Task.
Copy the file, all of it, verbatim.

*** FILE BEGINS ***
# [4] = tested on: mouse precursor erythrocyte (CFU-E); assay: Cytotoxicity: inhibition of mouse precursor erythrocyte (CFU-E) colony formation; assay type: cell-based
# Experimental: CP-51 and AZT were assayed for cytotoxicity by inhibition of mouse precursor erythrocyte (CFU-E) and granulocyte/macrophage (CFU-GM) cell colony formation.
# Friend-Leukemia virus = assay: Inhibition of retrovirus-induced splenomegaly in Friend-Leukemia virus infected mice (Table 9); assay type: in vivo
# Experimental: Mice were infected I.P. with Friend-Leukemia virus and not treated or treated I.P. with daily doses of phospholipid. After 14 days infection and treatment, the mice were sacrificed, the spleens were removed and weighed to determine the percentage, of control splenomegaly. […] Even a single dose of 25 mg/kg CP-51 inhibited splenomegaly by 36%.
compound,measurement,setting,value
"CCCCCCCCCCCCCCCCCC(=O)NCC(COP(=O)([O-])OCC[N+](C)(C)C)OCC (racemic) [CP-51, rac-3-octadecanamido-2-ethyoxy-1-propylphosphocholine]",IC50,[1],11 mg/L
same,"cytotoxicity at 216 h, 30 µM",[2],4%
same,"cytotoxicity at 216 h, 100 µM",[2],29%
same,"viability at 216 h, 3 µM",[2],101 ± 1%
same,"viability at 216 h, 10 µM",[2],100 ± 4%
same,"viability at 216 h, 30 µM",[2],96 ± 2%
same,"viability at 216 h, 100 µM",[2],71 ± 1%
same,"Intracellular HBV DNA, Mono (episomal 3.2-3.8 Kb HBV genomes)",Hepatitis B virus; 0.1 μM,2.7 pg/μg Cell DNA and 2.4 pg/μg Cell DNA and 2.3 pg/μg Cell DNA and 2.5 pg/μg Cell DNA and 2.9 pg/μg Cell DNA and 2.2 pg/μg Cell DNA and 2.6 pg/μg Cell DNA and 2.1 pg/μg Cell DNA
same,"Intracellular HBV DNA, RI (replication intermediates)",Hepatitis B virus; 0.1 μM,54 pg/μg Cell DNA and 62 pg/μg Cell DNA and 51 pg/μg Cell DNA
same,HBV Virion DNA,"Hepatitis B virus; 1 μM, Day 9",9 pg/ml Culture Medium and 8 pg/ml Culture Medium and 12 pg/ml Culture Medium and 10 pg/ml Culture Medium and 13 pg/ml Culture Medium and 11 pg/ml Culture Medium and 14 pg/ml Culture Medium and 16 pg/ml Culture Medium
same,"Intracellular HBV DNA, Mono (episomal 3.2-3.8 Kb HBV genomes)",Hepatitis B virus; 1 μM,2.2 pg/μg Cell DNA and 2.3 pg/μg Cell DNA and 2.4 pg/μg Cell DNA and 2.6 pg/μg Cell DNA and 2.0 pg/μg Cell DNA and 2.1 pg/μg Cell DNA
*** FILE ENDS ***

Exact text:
# [4] = tested on: mouse precursor erythrocyte (CFU-E); assay: Cytotoxicity: inhibition of mouse precursor erythrocyte (CFU-E) colony formation; assay type: cell-based
# Experimental: CP-51 and AZT were assayed for cytotoxicity by inhibition of mouse precursor erythrocyte (CFU-E) and granulocyte/macrophage (CFU-GM) cell colony formation.
# Friend-Leukemia virus = assay: Inhibition of retrovirus-induced splenomegaly in Friend-Leukemia virus infected mice (Table 9); assay type: in vivo
# Experimental: Mice were infected I.P. with Friend-Leukemia virus and not treated or treated I.P. with daily doses of phospholipid. After 14 days infection and treatment, the mice were sacrificed, the spleens were removed and weighed to determine the percentage, of control splenomegaly. […] Even a single dose of 25 mg/kg CP-51 inhibited splenomegaly by 36%.
compound,measurement,setting,value
"CCCCCCCCCCCCCCCCCC(=O)NCC(COP(=O)([O-])OCC[N+](C)(C)C)OCC (racemic) [CP-51, rac-3-octadecanamido-2-ethyoxy-1-propylphosphocholine]",IC50,[1],11 mg/L
same,"cytotoxicity at 216 h, 30 µM",[2],4%
same,"cytotoxicity at 216 h, 100 µM",[2],29%
same,"viability at 216 h, 3 µM",[2],101 ± 1%
same,"viability at 216 h, 10 µM",[2],100 ± 4%
same,"viability at 216 h, 30 µM",[2],96 ± 2%
same,"viability at 216 h, 100 µM",[2],71 ± 1%
same,"Intracellular HBV DNA, Mono (episomal 3.2-3.8 Kb HBV genomes)",Hepatitis B virus; 0.1 μM,2.7 pg/μg Cell DNA and 2.4 pg/μg Cell DNA and 2.3 pg/μg Cell DNA and 2.5 pg/μg Cell DNA and 2.9 pg/μg Cell DNA and 2.2 pg/μg Cell DNA and 2.6 pg/μg Cell DNA and 2.1 pg/μg Cell DNA
same,"Intracellular HBV DNA, RI (replication intermediates)",Hepatitis B virus; 0.1 μM,54 pg/μg Cell DNA and 62 pg/μg Cell DNA and 51 pg/μg Cell DNA
same,HBV Virion DNA,"Hepatitis B virus; 1 μM, Day 9",9 pg/ml Culture Medium and 8 pg/ml Culture Medium and 12 pg/ml Culture Medium and 10 pg/ml Culture Medium and 13 pg/ml Culture Medium and 11 pg/ml Culture Medium and 14 pg/ml Culture Medium and 16 pg/ml Culture Medium
same,"Intracellular HBV DNA, Mono (episomal 3.2-3.8 Kb HBV genomes)",Hepatitis B virus; 1 μM,2.2 pg/μg Cell DNA and 2.3 pg/μg Cell DNA and 2.4 pg/μg Cell DNA and 2.6 pg/μg Cell DNA and 2.0 pg/μg Cell DNA and 2.1 pg/μg Cell DNA